TABLE I Base Oil and Pour Depressant (A) (A) +(B) (A)+(C) i (AH-(D) (AH-( Concentration, Percent 0 0. 1.0 0. 5 1.0 0. 5 1.0 0. 5 1.0 Pour Point (ASTM D97-57) 0 l0 -15 -15 -l5 0 0 Dilute pour point (C anadlan Method) --40 -45 40 -45 -40 -40 Could not be duplicated.
one preferably having a melt index ranging between 10 and 200. These copolymers are oil soluble and may be preblended as a concentrate into a lubricating oil fraction which serves as a vehicle. For convenience, this concentrate may contain from 40-75 Wt. percent of the blend of pour point depressants. The relative ratios of the depressants may vary over a considerable range but is generally between about 0.1 and 8 parts of wax alkylated aromatic hydrocarbon per part of ethylene-vinyl acetate copolymer. Highly effective results have been obtained where between 2 and 3 parts of wax alkylated aromatic hydrocarbon are used per part of ethylene-vinyl acetate copolymer. The relative amount of additives employed in the lubricating oil composition ranges between about 0.01 and about 5.0 wt. percent of the wax alkylated aromatic hydrocarbon and between about 0.02 and about 10 wt. percent of the vinyl acetate-ethylene copolymer, both percentages being based on the total weight of said lubricating oil composition. Specifically it is preferred to employ from about 0.05 up to about 0.5 wt. percent on the same basis of each of the two types of additives.
To be acceptable for commercial and military aircraft use, the aviation lubricating oils must meet the dilute pour point test which is denoted in the United States as US. Military Specification L6082C and in Canada as Canadian Military Specification 3GP320. This test requires that the lubricating oil must have a dilute pour point of at least 50 F. for 3GP320 and a dilute pour point of at least F. for L6082C under a standard set of conditions as outlined in those specifications. Efforts have been made to fulfill this requirement through the use of combinations of known lubricating oil pour point depressants, for example, an aviation lubricating oil comprising 44.4 wt. percent of a Mid-Continent lubricating oil stock having the specifications: +20 pour point, a viscosity index of 109.7, an API gravity of 305, a viscosity of 59 SUS at 210 F. and 400 SUS at 100 F., and a flash point of 490 F. Cleveland open cup method (COC) admixed with 52.7% of a Mid-Continent lubricating oil fraction having the specifications: +15 F. pour point, a viscosity index of 100.5, an API gravity of 26.9", a viscosity of 146 SUS at 210 F. and 22,224 SUS at 100 F., and a flash point of 580 F. COC. As in commercial operation, this was admixed with 2.9% of an N-vinyl pyrrolidone type It is readily apparent from the above pour point and dilute pour point data that a combination of (A) with any of the other four materials tested as pour point depressants did not produce a dilute pour point which would meet specifications of -50 F. required by the Canadian military specification method. The base oil employed was a commercially available aviation lubricating oil.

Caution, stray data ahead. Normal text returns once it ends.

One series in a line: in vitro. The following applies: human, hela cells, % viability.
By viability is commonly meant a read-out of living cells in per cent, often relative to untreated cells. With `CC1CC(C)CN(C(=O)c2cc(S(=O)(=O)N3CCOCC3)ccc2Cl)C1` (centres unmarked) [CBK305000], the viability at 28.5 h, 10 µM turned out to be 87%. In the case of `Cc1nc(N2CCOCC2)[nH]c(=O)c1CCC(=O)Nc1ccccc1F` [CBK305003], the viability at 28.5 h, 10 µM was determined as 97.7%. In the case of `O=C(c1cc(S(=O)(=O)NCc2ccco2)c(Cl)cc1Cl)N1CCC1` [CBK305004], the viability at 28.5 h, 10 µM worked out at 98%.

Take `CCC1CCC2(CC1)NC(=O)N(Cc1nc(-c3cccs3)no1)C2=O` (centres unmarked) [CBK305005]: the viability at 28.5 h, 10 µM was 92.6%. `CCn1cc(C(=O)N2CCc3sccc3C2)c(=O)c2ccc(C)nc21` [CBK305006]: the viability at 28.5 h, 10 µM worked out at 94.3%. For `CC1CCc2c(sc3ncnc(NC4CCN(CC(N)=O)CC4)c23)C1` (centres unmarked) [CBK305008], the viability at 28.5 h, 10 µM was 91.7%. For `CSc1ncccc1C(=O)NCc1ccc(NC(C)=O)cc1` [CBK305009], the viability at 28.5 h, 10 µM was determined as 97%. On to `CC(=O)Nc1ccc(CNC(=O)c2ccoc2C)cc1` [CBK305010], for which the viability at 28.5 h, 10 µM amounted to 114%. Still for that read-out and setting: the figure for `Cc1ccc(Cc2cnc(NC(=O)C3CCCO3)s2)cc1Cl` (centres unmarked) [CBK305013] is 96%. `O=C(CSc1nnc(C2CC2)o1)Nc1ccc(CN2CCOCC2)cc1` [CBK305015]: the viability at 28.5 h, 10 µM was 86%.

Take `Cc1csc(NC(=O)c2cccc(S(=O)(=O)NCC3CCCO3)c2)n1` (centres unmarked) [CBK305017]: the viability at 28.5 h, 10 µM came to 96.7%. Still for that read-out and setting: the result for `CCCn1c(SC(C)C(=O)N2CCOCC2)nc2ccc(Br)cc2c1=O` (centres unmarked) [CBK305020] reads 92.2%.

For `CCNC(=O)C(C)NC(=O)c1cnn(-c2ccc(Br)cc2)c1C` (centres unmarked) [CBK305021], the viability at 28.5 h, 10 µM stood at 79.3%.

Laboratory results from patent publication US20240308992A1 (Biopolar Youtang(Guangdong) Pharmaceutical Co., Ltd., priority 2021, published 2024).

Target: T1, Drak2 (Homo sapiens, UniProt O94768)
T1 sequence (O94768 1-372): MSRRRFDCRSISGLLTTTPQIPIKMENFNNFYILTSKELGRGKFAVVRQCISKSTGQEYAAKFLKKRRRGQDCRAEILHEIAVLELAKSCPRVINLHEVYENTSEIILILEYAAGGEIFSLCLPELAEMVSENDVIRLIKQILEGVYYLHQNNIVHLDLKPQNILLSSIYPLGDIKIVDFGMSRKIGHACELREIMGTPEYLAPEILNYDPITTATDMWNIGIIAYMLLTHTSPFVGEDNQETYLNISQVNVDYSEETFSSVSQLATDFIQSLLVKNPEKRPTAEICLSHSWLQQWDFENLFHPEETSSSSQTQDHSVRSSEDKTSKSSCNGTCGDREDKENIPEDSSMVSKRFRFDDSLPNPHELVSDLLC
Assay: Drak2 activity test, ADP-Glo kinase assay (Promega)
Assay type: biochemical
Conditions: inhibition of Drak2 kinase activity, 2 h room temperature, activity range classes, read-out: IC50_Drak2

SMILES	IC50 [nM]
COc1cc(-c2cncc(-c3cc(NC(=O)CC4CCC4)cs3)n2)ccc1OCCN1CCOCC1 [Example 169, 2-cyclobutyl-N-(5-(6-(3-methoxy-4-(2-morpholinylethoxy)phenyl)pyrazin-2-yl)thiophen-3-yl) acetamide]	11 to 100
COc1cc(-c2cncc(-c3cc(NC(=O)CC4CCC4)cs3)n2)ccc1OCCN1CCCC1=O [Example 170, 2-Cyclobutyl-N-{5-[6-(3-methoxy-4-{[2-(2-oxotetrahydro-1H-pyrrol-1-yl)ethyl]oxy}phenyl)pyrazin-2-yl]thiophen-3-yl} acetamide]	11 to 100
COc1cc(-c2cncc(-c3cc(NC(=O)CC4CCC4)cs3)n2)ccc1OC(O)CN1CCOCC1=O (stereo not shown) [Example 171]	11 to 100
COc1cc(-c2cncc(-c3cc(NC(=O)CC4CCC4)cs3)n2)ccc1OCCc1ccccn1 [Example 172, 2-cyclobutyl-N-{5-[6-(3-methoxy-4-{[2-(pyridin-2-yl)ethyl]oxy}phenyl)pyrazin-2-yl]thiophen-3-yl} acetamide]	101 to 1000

The following examples are presented as illustrative of the invention herein described but they are not intended to be limiting in any sense:
Example I An aviation lubricating oil base stock comprised the following components.
(a) 61 wt. percent Mid-Continent bright stock" of the following components.
Pour point F +20 Viscosity index 103 API gravity 26.50 Viscosity, SUS F 1,192 Viscosity, SUS 210 F Flash point (COC) F 560 (b) 39 Wt. percent Mid-Continent lubricating oil fraction (Barosa 56) of the following specifications: